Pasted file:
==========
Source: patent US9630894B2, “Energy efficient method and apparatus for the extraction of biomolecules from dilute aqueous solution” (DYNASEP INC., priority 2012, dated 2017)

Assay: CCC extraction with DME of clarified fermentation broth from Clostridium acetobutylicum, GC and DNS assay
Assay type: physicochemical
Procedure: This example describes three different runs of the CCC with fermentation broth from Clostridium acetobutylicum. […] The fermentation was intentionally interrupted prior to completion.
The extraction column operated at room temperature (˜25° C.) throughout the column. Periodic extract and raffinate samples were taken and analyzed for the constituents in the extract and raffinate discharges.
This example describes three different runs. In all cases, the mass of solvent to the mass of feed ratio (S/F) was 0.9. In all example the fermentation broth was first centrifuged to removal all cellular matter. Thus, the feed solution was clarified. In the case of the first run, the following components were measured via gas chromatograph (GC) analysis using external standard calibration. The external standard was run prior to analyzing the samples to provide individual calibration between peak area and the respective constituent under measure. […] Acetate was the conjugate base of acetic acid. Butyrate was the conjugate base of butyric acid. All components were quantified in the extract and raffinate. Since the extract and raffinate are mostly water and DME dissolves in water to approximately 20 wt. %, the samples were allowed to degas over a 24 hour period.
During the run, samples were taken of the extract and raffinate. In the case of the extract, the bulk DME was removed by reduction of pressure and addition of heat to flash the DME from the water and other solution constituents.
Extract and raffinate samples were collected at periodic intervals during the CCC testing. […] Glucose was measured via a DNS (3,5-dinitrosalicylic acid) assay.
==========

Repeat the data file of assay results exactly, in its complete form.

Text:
Source: patent US9630894B2, “Energy efficient method and apparatus for the extraction of biomolecules from dilute aqueous solution” (DYNASEP INC., priority 2012, dated 2017)

Assay: CCC extraction with DME of clarified fermentation broth from Clostridium acetobutylicum, GC and DNS assay
Assay type: physicochemical
Procedure: This example describes three different runs of the CCC with fermentation broth from Clostridium acetobutylicum. […] The fermentation was intentionally interrupted prior to completion.
The extraction column operated at room temperature (˜25° C.) throughout the column. Periodic extract and raffinate samples were taken and analyzed for the constituents in the extract and raffinate discharges.
This example describes three different runs. In all cases, the mass of solvent to the mass of feed ratio (S/F) was 0.9. In all example the fermentation broth was first centrifuged to removal all cellular matter. Thus, the feed solution was clarified. In the case of the first run, the following components were measured via gas chromatograph (GC) analysis using external standard calibration. The external standard was run prior to analyzing the samples to provide individual calibration between peak area and the respective constituent under measure. […] Acetate was the conjugate base of acetic acid. Butyrate was the conjugate base of butyric acid. All components were quantified in the extract and raffinate. Since the extract and raffinate are mostly water and DME dissolves in water to approximately 20 wt. %, the samples were allowed to degas over a 24 hour period.
During the run, samples were taken of the extract and raffinate. In the case of the extract, the bulk DME was removed by reduction of pressure and addition of heat to flash the DME from the water and other solution constituents.
Extract and raffinate samples were collected at periodic intervals during the CCC testing. […] Glucose was measured via a DNS (3,5-dinitrosalicylic acid) assay.